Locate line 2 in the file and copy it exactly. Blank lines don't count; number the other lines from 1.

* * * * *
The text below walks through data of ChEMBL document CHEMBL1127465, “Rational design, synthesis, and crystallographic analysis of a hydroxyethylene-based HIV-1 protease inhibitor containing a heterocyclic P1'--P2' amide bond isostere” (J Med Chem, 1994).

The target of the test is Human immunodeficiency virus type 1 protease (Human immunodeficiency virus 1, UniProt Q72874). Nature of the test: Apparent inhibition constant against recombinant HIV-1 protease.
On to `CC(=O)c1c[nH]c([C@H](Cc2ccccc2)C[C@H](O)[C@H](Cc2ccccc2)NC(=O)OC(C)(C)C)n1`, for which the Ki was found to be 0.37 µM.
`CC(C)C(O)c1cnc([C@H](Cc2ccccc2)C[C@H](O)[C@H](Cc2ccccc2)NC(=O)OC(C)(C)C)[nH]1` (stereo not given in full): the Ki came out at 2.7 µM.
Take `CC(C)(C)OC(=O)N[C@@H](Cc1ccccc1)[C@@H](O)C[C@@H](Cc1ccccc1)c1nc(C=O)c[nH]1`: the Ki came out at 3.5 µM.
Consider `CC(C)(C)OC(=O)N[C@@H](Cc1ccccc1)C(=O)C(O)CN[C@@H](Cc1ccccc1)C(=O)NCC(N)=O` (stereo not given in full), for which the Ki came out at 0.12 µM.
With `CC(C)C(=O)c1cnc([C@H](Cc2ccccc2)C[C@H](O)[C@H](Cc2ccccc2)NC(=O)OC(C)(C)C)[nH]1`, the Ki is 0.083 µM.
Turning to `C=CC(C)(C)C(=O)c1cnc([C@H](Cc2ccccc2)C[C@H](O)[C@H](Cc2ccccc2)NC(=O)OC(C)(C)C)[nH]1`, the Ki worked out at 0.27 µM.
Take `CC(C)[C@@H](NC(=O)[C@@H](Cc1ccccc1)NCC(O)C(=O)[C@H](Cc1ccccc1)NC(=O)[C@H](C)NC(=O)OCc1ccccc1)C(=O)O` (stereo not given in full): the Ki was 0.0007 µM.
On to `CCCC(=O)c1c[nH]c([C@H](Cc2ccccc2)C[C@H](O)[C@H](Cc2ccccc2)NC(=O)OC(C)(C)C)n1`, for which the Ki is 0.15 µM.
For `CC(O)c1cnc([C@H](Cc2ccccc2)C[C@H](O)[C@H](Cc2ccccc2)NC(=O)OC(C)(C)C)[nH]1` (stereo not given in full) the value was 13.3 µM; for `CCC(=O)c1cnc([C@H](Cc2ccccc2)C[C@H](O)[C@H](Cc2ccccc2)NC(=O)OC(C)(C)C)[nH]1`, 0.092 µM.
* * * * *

The target of the test is Human immunodeficiency virus type 1 protease (Human immunodeficiency virus 1, UniProt Q72874). Nature of the test: Apparent inhibition constant against recombinant HIV-1 protease.